Results

The intra-peritoneal and subcutaneous stimulation of C57BL/6 mice, by the product administered 3 times separated by 3-day intervals, caused increased DHR (P<0.001) with respect to the control mice (excepting one reading at 72 hr), at levels of increase comparable to that caused by BCG.

5. Increase in antibody response of mice to sheep erythrocytes

The degree of the antibody response depends on the nature of the antigen and the nature and condition of the immune system. When the immune system is stimulated by an immunostimulant, or by an antigen in the presence of an adjuvant, the antibody response is increased. In the tests which were conducted, this property of pGPL was analyzed by the antibody response of C47BL/6 mice to sheep erythrocytes, when the mice were previously stimulated with the test product. The treated mice received the test product intraperitoneally and subcutaneously, in doses of 2.5 mg/kg on each of days -8, -5, and -2. The control mice received only physiological serum.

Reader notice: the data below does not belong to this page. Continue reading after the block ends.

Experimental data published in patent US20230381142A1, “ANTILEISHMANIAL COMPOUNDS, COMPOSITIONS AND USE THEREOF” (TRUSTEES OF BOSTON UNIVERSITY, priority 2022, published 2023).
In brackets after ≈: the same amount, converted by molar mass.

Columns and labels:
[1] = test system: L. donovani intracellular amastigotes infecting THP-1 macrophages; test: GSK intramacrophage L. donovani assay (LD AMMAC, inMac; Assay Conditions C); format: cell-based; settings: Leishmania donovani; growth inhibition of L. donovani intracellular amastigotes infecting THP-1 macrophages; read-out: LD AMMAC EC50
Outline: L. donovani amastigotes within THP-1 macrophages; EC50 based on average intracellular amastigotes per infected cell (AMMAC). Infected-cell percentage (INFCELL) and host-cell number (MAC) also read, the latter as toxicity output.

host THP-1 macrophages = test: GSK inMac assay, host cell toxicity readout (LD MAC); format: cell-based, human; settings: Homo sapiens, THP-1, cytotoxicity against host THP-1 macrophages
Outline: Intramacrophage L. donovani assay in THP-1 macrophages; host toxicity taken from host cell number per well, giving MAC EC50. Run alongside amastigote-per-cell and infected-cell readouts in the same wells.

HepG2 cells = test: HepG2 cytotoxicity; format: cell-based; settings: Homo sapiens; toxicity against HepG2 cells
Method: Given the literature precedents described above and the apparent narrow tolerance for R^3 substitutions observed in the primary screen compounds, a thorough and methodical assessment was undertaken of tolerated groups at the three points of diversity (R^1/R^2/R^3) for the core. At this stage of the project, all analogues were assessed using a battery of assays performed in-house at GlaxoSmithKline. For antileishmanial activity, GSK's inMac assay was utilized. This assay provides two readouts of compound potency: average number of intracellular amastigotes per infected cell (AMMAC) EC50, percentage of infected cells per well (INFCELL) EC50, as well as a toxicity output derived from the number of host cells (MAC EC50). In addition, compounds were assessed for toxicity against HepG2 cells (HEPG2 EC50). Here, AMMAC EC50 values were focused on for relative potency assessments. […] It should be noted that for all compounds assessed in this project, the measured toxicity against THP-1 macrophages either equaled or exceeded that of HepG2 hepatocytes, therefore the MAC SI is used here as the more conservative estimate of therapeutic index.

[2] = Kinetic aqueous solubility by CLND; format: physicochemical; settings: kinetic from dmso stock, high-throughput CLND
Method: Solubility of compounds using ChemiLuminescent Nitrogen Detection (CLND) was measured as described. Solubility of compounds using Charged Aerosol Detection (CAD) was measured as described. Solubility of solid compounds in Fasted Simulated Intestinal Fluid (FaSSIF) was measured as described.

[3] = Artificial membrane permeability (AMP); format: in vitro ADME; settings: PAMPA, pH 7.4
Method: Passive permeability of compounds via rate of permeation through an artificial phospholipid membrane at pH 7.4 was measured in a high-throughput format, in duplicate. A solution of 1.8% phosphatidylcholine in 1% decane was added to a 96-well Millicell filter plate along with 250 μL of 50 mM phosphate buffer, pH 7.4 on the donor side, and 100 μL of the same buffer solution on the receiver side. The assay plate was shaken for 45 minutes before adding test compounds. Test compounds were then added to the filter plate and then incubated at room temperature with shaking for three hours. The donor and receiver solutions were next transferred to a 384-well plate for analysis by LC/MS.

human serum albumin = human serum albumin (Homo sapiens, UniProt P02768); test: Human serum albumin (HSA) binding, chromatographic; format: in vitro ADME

On day zero, each of the mice receive a single intravenous dose of 106 sheep erythrocytes. Sera were then sampled on days zero to +43, and these were tested for ability to hemolyze sheep erythrocytes.

Results

The intravenous and subcutaneous stimulation of C57BL/6 mice with pGPL in 3 administrations with 3-day intervals in between resulted in very significant increases of the antibody response to sheep erythrocytes, for the serum samples taken on days 7, 11, and 25 in the case of intra-peritoneal stimulation, and for the serum samples taken on days 7, 20, and 25 in the case of subcutaneous stimulation.